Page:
glasses are difficult but at the end of the day i'd rather see and see that i look stupid than not see at all:)

btw, i've tagged you!

Judy said...

Heather, what kind of frames are you getting?

I have had my tortoise shell ones for 10 years and realize I need an update. Sadly my prescription may preclude the smaller styles of today...in which case I will probably get ANOTHER pair of tortoise shell ones but still smaller than I currently have.

Lauren said...

This is too funny bc I am buying some new specs!

Heather Carroll said...

Alli- Exactly! Augusta's point as well

Judy- I found a cute pair of square frames that are pretty snazzy but there was also some Harry Potter-looking ones that would make me look like a total artsy fartsy nerd (which I am anyway, right?)and I think that style is probably the next big thing. I swear I saw Dita Von Teese in them, but she can make just about anything look good. If I had money to burn I'd get both.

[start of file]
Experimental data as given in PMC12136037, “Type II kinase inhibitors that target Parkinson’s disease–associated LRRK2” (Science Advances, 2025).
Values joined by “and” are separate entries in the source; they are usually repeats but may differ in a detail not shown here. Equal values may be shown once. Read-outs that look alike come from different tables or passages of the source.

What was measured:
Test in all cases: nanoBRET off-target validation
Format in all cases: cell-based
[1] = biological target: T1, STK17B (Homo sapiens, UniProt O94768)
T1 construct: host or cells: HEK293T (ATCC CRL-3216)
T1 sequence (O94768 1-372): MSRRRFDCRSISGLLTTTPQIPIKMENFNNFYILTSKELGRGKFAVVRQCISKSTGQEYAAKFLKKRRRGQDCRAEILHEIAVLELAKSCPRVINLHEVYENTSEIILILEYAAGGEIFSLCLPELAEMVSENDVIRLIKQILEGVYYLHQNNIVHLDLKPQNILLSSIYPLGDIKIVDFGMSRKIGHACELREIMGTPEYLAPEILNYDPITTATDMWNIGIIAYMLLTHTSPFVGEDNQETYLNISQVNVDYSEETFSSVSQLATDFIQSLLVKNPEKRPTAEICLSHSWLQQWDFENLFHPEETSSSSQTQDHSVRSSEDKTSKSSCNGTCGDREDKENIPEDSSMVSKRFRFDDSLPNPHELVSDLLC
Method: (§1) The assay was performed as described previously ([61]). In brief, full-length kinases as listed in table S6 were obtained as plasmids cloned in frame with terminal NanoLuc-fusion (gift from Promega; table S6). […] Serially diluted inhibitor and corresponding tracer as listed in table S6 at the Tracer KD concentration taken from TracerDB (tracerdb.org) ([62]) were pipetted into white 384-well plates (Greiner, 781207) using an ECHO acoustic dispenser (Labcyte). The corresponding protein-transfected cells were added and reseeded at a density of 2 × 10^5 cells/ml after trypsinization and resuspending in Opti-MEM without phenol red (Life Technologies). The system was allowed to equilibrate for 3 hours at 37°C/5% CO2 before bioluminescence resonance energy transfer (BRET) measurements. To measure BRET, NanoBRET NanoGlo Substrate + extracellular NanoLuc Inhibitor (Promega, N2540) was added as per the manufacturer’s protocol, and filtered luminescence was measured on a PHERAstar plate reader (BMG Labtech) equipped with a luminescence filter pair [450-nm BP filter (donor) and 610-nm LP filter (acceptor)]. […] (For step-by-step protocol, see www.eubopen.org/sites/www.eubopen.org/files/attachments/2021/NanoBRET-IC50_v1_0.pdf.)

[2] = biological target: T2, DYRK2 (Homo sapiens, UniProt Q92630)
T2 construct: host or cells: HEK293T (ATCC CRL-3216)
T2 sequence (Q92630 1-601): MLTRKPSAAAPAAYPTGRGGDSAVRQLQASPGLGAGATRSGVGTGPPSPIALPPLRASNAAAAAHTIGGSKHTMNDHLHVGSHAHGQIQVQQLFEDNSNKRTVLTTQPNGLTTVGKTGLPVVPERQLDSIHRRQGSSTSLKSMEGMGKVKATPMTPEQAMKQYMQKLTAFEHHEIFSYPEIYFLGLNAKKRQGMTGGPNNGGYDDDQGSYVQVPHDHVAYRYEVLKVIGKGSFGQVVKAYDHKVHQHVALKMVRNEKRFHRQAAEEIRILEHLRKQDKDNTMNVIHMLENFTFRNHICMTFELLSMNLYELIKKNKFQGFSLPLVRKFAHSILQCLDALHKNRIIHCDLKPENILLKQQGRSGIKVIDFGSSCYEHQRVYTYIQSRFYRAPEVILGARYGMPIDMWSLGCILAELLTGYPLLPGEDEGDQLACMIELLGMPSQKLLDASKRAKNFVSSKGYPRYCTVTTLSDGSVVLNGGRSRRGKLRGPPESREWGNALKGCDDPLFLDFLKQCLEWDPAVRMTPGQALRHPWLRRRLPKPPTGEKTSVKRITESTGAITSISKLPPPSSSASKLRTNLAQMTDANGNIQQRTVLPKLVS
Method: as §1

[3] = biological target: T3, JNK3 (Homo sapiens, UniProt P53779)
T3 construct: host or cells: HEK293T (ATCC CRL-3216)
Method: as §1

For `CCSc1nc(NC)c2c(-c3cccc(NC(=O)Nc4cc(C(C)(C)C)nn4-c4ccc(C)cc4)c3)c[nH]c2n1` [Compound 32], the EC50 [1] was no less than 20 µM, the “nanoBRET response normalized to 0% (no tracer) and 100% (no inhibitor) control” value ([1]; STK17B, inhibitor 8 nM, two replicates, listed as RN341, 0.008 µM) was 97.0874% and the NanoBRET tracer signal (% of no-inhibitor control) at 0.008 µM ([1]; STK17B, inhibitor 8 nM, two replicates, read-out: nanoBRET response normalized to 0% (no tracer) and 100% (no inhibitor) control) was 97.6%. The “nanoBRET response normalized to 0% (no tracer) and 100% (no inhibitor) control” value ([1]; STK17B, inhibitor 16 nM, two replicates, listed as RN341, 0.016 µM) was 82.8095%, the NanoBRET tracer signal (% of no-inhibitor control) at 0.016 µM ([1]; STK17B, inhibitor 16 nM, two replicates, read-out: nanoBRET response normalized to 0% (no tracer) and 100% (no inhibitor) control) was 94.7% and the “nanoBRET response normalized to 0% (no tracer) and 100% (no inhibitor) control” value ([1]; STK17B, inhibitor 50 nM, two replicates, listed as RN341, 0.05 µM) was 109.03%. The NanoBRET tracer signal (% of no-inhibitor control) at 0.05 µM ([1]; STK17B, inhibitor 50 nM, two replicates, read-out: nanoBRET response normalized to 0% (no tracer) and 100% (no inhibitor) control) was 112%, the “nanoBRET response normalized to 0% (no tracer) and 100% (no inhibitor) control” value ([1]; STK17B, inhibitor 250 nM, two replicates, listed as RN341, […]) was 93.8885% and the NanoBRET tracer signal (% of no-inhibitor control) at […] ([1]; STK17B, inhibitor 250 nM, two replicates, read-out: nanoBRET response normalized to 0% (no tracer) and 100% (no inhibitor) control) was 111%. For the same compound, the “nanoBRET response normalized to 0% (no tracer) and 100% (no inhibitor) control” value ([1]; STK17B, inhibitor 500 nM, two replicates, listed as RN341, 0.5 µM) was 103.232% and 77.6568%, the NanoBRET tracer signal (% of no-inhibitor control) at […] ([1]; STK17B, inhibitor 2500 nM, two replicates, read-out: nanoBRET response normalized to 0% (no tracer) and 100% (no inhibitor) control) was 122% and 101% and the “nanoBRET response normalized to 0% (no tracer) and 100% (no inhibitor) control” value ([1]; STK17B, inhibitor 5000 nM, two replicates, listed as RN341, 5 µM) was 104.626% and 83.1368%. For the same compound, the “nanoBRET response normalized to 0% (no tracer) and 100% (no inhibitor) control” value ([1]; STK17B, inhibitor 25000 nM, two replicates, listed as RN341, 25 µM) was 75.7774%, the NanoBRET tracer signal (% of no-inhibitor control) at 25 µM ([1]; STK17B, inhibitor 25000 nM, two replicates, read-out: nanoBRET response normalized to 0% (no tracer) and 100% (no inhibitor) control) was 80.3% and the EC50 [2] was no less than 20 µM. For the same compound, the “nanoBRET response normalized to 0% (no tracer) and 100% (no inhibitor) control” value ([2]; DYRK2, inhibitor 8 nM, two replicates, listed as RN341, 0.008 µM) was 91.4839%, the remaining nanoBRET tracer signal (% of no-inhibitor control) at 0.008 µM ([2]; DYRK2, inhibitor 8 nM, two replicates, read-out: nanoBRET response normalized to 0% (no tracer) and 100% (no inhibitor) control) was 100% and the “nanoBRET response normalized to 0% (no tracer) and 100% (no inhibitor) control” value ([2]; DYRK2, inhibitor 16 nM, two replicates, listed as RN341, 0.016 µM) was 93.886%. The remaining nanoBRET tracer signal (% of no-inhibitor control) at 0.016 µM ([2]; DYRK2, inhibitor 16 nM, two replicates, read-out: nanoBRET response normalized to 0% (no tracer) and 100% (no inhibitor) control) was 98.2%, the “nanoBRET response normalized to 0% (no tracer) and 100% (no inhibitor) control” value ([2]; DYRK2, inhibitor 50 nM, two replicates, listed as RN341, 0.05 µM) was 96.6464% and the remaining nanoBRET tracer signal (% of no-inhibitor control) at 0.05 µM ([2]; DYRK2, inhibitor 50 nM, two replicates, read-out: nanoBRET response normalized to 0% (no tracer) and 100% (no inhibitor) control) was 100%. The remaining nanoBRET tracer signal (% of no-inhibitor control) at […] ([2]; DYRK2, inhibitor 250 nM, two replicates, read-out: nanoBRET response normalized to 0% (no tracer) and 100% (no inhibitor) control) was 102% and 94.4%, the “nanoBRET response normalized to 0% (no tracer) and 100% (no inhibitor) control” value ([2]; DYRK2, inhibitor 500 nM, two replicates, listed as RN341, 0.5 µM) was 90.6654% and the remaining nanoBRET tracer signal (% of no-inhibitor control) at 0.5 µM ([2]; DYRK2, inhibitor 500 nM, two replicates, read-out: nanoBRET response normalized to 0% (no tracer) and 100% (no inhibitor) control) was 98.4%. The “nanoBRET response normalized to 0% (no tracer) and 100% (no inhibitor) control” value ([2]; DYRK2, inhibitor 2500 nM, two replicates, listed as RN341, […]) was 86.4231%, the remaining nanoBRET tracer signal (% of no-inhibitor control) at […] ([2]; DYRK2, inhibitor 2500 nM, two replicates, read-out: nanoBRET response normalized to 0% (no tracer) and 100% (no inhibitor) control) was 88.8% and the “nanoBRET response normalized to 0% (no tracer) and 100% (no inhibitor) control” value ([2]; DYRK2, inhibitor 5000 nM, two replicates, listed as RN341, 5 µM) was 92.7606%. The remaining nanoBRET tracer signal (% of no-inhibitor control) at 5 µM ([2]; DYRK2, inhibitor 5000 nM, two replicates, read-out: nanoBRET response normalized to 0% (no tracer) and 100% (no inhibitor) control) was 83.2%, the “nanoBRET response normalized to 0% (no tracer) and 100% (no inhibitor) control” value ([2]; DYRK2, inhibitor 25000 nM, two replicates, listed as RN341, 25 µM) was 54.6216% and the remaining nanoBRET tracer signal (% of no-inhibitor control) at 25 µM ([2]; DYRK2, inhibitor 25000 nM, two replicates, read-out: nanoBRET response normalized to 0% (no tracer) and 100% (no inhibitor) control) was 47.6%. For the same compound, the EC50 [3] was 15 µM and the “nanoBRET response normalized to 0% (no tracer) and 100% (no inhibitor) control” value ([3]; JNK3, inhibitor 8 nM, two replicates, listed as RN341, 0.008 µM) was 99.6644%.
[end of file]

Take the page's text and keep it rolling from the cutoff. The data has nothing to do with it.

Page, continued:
There was still an abundance of tortoise shells frames, not to worry!

Sara said...

I can't get back to wearing glasses- my sister and I have such bad eyesight that our eyes look tiny with glasses on! Contacts are so great...I always am grateful that I live in a time period where we have sight correction without stigma, because otherwise I'd have to be led around like a blind person!

Judy said...

The Harry Potter look...I'll keep that in mind when I browse!! Thanks, Heather.

Karen said...

I'm working on developing a new linkspage with images of 18th century people wearing spectacles, and the many different varieties of 18th century eyeglasses, and thought you might like to see it; it's at http://larsdatter.com/18c/spectacles.html

If you're still shopping for reproductions of 18th century eyewear, this'll at least give you some ideas in terms of who was wearing what -- and what sorts of things were available and when. :-)

Heather Carroll said...

Thanks for the amazing link Karen!